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I am creating an application that will handle and record when a student gets advised by a faculty member at a university and I need an effective way to structure the tables. My problem is coming from a lack of referential integrity, caused by the inability to create a foreign key that will reference a STUDENT on only part of a composite key in ADVISE_HIST which is (STUDENT_ID,DATE_ADVISED)

here are some of the tables

create table STUDENT(
  LNAME varchar(50),
  FNAME varchar(50),
  ID char(9) primary key,
  ASSIGNED_ADVISOR_EMAIL varchar(70),
  foreign key (ASSIGNED_ADVISOR_EMAIL) references DEP_FACULTY(EMAIL) ON DELETE SET NULL,
  IS_ADVISED tinyint(1),
);

create table DEP_FACULTY(
  LNAME varchar(50),
  FNAME varchar(50),
  EMAIL varchar(70) primary key
);

create table ADVISE_HIST(
  STUDENT_ID char(9),
  /*foreign key (STUDENT_ID) references STUDENT(ID),*/
  ACTUAL_ADVISOR_EMAIL char(70) NOT NULL,
  foreign key (ACTUAL_ADVISOR_EMAIL) references DEP_FACULTY(EMAIL),
  DATE_ADVISED date,
  primary key REF_ADVISE_HIST (STUDENT_ID, DATE_ADVISED),
);

My question is, is there a way around not being able to create this key or is there a better structure that I'm not thinking of?

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You can't reference the ID column in your STUDENT table because it doesn't exist! Did you mean to reference ENUMBER? –  eggyal Apr 25 '12 at 18:14
    
sorry, i fixed that. it is ID. –  Daniel Wilhoit Apr 25 '12 at 18:17
    
If you now attempt to add the foreign key constraint (ALTER TABLE ADVISE_HIST ADD CONSTRAINT FOREIGN KEY (STUDENT_ID) REFERENCES STUDENT(ID);), what error do you get? –  eggyal Apr 25 '12 at 18:18
    
it said the table was altered, but the constraint still isn't there. doesn't surprise me coming from MySQL. –  Daniel Wilhoit Apr 25 '12 at 18:31
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1 Answer

up vote 0 down vote accepted

MySQL has a lot of restrictions on foreign keys. Among the ones that might be getting in your way . . .

  • Both tables have to use the INNODB engine.
  • "In the referencing table, there must be an index where the foreign key columns are listed as the first columns in the same order. "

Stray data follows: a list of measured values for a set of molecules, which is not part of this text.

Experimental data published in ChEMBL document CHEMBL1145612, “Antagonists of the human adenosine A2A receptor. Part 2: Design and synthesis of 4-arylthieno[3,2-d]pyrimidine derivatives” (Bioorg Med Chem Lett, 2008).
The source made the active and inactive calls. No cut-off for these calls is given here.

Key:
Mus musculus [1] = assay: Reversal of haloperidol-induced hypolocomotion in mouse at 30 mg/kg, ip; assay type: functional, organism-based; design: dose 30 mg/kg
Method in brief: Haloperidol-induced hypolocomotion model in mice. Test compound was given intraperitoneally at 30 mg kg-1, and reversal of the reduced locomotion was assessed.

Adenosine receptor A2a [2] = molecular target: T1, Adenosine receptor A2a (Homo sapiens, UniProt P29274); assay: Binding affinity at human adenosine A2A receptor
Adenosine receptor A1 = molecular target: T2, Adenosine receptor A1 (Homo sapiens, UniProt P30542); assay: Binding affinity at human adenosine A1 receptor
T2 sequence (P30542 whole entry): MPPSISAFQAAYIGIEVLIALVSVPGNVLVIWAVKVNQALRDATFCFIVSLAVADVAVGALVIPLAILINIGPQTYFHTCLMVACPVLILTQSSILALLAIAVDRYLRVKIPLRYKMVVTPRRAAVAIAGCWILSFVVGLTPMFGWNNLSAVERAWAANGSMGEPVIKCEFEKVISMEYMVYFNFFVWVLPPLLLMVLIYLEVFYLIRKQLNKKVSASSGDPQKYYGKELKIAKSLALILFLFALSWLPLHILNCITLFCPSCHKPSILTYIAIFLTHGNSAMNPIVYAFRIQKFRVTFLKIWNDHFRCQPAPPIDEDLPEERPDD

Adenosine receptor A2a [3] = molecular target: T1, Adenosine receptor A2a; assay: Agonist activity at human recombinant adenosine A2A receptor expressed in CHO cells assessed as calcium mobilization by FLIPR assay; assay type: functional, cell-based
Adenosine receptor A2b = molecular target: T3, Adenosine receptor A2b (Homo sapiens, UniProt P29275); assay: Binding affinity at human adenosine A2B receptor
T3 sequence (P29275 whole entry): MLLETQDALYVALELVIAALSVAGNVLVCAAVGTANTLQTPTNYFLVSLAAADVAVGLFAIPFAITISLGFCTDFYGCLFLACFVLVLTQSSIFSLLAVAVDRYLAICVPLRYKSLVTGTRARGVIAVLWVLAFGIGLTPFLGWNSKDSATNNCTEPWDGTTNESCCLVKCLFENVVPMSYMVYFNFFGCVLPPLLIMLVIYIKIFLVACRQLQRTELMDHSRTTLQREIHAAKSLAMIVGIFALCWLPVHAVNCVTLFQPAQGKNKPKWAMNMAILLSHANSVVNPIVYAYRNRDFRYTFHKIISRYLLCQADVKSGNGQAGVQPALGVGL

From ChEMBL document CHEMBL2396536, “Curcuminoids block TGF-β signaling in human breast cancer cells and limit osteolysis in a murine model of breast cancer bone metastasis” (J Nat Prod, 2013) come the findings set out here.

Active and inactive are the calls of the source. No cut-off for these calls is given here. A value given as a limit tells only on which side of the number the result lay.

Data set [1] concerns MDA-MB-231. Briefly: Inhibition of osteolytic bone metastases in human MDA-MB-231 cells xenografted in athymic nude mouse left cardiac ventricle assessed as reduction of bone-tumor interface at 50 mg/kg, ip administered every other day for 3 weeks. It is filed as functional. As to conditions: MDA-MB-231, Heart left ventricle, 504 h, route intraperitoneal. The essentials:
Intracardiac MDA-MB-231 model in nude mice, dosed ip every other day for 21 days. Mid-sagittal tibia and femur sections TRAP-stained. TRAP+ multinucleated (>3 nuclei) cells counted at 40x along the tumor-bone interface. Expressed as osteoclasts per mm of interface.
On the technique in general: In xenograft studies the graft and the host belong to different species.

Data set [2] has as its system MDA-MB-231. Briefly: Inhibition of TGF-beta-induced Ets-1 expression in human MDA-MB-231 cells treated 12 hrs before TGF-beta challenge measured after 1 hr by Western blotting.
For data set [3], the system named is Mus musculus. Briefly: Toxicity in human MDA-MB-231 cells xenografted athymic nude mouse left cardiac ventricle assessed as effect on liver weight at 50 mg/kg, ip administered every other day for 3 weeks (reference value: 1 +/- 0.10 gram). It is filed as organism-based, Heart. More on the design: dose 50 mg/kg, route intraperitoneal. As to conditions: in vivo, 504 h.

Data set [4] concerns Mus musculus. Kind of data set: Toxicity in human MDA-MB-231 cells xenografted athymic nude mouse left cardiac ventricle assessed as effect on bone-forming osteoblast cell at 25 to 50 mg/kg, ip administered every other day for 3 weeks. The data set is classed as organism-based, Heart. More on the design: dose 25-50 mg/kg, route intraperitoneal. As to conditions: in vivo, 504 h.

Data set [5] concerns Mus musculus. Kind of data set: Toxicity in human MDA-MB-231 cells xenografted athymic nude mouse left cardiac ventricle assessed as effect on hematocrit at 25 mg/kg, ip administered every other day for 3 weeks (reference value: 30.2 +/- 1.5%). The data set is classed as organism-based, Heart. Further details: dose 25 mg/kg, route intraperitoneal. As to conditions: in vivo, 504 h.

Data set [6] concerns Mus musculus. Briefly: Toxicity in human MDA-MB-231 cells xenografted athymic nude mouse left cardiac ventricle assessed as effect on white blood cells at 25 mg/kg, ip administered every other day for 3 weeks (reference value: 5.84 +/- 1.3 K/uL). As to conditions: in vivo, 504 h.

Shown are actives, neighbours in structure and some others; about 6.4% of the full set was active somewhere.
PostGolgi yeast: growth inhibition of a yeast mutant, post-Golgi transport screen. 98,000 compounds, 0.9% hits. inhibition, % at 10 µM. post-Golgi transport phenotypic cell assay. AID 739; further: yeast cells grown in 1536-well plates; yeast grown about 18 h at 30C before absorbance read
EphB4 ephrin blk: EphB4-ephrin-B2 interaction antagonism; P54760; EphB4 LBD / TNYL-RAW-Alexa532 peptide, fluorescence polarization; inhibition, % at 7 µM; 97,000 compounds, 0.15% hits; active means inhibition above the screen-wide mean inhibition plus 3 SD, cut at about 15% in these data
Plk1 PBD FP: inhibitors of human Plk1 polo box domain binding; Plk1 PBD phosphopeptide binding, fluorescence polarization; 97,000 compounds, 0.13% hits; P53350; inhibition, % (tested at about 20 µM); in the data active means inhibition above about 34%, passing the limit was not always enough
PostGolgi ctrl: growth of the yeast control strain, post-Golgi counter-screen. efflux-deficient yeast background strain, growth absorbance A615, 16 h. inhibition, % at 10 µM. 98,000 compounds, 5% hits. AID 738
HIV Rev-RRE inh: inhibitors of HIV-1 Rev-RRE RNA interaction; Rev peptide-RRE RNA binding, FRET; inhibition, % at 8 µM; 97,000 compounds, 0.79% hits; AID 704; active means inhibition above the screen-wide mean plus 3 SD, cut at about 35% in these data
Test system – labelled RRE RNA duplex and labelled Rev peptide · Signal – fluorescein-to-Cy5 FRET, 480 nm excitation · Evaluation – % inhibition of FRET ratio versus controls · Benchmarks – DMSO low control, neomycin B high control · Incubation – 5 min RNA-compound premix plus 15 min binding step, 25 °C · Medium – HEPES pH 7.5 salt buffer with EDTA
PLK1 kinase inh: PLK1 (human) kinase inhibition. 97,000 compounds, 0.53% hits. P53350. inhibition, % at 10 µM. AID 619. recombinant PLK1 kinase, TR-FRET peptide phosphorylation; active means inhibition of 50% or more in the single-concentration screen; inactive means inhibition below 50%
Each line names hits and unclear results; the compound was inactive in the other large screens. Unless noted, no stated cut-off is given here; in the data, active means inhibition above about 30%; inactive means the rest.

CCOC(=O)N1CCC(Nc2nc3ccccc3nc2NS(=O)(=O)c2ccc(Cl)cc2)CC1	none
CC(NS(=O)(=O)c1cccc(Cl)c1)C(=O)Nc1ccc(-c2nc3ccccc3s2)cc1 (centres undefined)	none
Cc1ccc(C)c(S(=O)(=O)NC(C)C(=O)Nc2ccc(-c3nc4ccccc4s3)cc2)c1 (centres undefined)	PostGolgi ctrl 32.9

This code works in my version (5.1.62).

create table DEP_FACULTY(
  LNAME varchar(50),
  FNAME varchar(50),
  EMAIL varchar(70) primary key
) ENGINE = INNODB;

insert into DEP_FACULTY values ('Gregor', 'Brandich', 'gbrandich@thisdomain.com');

create table STUDENT(
  LNAME varchar(50),
  FNAME varchar(50),
  ID char(9) primary key,
  ASSIGNED_ADVISOR_EMAIL varchar(70),
  foreign key (ASSIGNED_ADVISOR_EMAIL) references DEP_FACULTY(EMAIL) ON DELETE SET NULL,
  IS_ADVISED tinyint(1)
) ENGINE = INNODB;

insert into STUDENT values ('Charmaine', 'DePeletier', 'cmd', 'gbrandich@thisdomain.com', 1);

create table ADVISE_HIST(
  STUDENT_ID char(9),
  foreign key (STUDENT_ID) references STUDENT(ID),
  ACTUAL_ADVISOR_EMAIL char(70) NOT NULL,
  foreign key (ACTUAL_ADVISOR_EMAIL) references DEP_FACULTY(EMAIL),
  DATE_ADVISED date,
  primary key REF_ADVISE_HIST (STUDENT_ID, DATE_ADVISED)
) ENGINE = INNODB;

insert into ADVISE_HIST values ('cmd', 'gbrandich@thisdomain.com', CURRENT_DATE);
insert into ADVISE_HIST values ('ctd', 'gbrandich@thisdomain.com', CURRENT_DATE);

Of those last two inserts, the first works. The second should throw a foreign key constraint error.

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Aren't such indexes created automatically if they don't pre-exist? –  eggyal Apr 25 '12 at 19:26
    
@eggyal: No they are not. –  Mike Purcell Apr 25 '12 at 19:30
    
Strange. I could've sworn... ah well. My bad. –  eggyal Apr 25 '12 at 19:30
    
@Catcall i tried setting ENGINE=InnoDB at the end of my tables and it won't create the table (i'm assuming because of the foreign key) and i'm not sure what you mean in your second bullet –  Daniel Wilhoit Apr 25 '12 at 19:49
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